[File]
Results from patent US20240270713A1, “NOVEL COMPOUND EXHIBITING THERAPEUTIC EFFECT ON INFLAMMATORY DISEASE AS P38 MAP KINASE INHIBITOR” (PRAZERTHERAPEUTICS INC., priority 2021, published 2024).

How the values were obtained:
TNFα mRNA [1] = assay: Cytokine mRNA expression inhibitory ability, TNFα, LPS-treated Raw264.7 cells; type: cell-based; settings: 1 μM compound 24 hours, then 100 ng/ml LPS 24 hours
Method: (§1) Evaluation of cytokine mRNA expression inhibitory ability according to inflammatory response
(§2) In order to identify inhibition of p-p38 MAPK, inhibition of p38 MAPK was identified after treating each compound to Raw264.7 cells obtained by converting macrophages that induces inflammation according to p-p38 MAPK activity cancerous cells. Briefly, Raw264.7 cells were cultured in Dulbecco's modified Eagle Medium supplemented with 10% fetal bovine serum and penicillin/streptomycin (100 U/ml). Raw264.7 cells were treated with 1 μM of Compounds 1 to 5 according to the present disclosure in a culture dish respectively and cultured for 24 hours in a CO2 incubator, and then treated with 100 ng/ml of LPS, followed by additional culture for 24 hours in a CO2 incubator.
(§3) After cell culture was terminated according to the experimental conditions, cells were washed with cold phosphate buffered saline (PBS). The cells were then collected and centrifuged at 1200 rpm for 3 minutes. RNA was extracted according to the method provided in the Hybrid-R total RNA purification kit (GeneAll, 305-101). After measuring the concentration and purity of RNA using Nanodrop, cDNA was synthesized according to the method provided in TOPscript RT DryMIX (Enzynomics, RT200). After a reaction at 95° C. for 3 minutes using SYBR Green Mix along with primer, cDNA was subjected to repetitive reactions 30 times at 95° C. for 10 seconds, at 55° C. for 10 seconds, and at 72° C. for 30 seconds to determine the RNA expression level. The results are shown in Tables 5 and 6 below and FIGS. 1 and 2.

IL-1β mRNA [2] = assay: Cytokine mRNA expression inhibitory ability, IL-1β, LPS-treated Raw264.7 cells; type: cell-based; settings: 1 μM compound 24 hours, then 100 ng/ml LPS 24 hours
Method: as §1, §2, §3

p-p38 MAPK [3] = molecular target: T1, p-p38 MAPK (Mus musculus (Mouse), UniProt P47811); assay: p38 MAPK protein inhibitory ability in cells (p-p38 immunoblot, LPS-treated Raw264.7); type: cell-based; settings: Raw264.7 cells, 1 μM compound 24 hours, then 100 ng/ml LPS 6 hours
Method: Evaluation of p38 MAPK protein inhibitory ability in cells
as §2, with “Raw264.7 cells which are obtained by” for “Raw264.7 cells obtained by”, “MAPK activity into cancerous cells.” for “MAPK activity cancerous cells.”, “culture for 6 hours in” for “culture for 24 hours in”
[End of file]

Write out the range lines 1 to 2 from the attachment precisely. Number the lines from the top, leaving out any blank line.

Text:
Results from patent US20240270713A1, “NOVEL COMPOUND EXHIBITING THERAPEUTIC EFFECT ON INFLAMMATORY DISEASE AS P38 MAP KINASE INHIBITOR” (PRAZERTHERAPEUTICS INC., priority 2021, published 2024).

How the values were obtained: